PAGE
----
Kids and kids at heart love Legos, especially motorised Legos. It's fun to dream up challenges and engineer solutions to eliminate obstacles. Or watch from the sidelines while someone builds something clever. That's why Lego videos on YouTube are fun to watch. 

This video is titled "Driving Lego Cars in the Sand" and was put together by Brick Technology, who also did one on parallel parking and another where they built a hot rod with a working clutch and four-speed gearbox. They have a number of videos on their YouTube channel, which is like a cross between Engineering Explained and Lego Movie 2.

They try to solve an issue that frustrates four-wheelers everywhere, getting stuck in the sand. Starting with rear-wheel drive, they learn wider wheels make a difference, as do the steering and a locking differential. Weight distribution also plays into the equation, as people with rear-wheel drive cars will tell you. Adding weight over the drive wheels is one of the keys to not getting stuck.   

When you add obstacles, it gets more challenging. Lego barriers, potholes, slopes, and hills eliminate the direct route to the finish line, which means the rear-wheel drive car can no longer power its way through. That's where the all-wheel drive comes in handy, along with another locking differential.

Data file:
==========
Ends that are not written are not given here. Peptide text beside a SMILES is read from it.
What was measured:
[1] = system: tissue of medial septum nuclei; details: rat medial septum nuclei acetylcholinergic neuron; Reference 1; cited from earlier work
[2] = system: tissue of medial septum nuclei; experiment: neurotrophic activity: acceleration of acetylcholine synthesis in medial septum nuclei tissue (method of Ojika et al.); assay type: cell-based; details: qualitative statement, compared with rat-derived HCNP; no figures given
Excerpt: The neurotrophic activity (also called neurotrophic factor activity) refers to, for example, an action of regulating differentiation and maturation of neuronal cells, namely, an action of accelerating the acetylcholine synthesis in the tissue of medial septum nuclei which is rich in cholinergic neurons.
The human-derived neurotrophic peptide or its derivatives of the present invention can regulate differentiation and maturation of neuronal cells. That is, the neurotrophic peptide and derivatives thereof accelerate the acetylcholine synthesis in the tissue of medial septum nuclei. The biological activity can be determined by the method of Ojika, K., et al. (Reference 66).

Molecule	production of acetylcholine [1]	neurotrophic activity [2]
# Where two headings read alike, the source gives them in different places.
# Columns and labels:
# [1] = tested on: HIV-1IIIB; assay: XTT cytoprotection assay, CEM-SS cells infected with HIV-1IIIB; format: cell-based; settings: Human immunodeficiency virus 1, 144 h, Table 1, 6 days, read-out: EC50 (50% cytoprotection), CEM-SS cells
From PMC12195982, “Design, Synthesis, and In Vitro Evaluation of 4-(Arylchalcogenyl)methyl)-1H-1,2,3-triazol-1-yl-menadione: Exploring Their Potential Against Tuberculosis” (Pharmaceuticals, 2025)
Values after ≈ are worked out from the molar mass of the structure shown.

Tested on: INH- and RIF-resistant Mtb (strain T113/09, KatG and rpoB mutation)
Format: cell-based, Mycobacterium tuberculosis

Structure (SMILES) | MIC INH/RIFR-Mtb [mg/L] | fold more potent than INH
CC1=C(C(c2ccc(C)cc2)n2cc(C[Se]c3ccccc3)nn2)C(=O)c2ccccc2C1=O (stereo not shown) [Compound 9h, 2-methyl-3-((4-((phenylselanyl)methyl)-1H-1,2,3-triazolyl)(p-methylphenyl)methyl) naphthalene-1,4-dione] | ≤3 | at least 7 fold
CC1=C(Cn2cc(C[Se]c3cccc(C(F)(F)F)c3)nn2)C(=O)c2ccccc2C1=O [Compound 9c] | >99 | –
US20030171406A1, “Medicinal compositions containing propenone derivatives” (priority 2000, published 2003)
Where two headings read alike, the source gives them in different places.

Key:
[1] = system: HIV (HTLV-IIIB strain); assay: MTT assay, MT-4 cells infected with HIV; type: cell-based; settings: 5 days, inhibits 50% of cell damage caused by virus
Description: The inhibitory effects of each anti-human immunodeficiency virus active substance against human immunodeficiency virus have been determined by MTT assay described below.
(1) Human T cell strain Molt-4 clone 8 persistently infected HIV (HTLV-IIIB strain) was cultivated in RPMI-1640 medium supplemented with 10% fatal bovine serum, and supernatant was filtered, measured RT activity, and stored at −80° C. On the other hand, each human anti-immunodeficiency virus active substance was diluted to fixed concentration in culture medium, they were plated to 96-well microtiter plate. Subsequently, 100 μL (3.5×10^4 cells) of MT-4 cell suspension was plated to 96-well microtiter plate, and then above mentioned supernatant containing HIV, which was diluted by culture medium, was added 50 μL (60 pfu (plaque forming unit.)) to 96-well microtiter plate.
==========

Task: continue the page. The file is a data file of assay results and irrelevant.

One of the biggest things that makes a difference is tyres. Not only does the tread design affect the vehicle's performance, but its shape also affects it. Tyres with a flatter-shaped tread are much more effective at manoeuvring through the sand than ones where the tread is more rounded. Additionally, the number of tyres makes a difference. The most successful design used a six-wheel drive configuration to further aid weight displacement. That's why you see heavy trucks with extra wheels fitted. 

The six-wheel drive truck with independent suspension is the most successful vehicle. It navigates all the obstacles except for the occasional cat, which scouts out of the sandbox in an attempt to make a few obstacles of its own. Since the final iteration six-wheeler has a flatbed, the Brick Technology crew should also consider adding a scoop to keep the litter clean.